We know it's been hot and dry around KELOLAND, but the city of Vermillion may have seen the worst of it.
Vermillion's June was the driest one in the city's history. And for farmers, that's adding new concerns to their crops.
It's been a double-edged sword for farmers and planters. On the one hand, our dry winter meant they could plant as much as two weeks earlier than usual. And while there are some bright spots in the field, moisture is desperately needed to ensure a bountiful season.
From carrots and potatoes to garlic and tomatoes, the Town Farm on Vermillion's Main Street isn't your typical rural scenery. But it still faces the usual challenges.
"We've got to put hoses out on everything at one time or another," Vermillion farmer Dave Roetman said.
Roetman and his wife ,Elaine, have been gardening for more than 30 years and say they use nearly 700 feet of hose to keep their bounty moist.
"We desperately need some moisture right now," Vermillion farmer Bob Solomon said.
Corn and soybean farmer Solomon is, for lack of a better term, in the same boat. He owns nearly 3,000 acres in the countryside and says it's tough to go about his usual routine.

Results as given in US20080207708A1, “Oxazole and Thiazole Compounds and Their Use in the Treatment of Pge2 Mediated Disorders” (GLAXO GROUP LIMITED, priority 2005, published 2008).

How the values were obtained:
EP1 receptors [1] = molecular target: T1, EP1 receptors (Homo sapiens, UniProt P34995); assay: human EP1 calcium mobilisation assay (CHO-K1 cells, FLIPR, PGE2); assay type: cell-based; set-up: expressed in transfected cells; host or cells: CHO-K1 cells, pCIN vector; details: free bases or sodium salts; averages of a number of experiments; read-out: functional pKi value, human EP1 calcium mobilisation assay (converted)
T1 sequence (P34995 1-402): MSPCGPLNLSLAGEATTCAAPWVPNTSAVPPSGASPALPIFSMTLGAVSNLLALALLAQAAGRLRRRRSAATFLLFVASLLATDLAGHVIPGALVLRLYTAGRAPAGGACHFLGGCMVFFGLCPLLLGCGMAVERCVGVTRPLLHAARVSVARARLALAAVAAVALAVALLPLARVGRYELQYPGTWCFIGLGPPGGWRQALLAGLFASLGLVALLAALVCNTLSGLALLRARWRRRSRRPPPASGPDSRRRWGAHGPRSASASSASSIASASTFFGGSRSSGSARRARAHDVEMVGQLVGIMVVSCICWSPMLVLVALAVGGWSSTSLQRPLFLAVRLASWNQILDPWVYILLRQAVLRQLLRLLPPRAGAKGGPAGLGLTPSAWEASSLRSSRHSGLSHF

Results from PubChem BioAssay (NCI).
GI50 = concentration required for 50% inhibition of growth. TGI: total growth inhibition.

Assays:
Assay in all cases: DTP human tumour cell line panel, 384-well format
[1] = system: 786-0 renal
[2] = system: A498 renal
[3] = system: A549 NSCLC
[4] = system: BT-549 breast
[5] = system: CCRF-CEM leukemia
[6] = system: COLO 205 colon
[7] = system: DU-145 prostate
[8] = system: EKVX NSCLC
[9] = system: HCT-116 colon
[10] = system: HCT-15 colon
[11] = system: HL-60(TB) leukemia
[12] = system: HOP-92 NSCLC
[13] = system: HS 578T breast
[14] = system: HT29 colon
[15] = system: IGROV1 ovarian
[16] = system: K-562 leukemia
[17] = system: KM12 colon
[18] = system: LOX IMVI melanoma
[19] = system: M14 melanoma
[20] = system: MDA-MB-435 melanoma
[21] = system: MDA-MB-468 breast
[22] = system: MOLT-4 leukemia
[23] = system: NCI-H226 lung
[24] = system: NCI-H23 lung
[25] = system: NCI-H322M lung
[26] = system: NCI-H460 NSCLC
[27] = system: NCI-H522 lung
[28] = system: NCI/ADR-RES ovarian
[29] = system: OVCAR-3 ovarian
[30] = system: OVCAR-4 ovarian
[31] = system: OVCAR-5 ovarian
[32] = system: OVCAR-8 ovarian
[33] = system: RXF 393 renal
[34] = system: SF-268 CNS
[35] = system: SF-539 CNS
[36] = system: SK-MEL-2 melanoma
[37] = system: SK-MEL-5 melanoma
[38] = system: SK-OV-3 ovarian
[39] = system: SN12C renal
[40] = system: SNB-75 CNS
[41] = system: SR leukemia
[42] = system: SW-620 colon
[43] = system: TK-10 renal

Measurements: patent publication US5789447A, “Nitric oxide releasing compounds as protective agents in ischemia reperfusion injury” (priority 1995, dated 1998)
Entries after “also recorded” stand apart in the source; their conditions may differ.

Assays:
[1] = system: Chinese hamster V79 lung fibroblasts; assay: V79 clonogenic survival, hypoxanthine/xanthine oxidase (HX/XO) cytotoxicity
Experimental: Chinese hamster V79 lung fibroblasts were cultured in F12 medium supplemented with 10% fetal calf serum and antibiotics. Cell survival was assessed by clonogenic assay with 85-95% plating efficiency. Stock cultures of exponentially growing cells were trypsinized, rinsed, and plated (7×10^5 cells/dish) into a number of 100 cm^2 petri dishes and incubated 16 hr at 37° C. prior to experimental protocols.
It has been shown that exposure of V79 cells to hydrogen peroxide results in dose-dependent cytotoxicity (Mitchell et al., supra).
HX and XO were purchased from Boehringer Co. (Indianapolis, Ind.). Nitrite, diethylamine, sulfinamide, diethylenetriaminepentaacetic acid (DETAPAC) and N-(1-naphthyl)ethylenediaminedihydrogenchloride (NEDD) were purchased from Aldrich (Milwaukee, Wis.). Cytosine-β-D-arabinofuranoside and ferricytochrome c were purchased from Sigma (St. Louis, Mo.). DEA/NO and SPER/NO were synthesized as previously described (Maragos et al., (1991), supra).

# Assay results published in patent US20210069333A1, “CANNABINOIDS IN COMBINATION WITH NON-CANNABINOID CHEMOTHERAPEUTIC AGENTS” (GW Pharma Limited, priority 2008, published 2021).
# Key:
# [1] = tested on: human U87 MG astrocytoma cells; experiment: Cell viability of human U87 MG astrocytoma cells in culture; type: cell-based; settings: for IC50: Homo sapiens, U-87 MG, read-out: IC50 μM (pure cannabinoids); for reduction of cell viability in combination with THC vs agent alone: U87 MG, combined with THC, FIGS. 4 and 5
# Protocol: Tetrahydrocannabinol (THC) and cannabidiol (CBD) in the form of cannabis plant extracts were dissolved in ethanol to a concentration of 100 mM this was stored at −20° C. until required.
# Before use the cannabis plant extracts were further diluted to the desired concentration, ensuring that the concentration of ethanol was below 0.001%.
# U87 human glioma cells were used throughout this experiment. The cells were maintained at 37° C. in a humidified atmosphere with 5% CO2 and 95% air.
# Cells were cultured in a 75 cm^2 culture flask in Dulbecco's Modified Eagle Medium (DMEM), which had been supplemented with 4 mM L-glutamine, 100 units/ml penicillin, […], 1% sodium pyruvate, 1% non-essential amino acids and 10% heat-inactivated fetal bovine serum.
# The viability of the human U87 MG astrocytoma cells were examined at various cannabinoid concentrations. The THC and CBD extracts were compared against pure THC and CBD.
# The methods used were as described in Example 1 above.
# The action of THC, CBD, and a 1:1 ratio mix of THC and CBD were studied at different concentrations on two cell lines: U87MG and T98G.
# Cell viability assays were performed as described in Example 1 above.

"It's a little trickier to make decisions on spraying," Solomon said. "You've got to pick your time pretty selectively because if it gets too hot in the daytime, you could burn your beans."
Although Solomon says he desperately needs moisture, advancements in corn and soybean production mean they can withstand the heat for a little bit longer.
"Corn and soybeans, they've come a long way with the genetics and stuff," Solomon said. "So, I think they're a little heartier and they can last a little longer than in the past."
But regardless of what's in the ground, these farmers know they need to rely on what's in the air.
"Whatever the good Lord gives us, we'll have to take," Roetman said.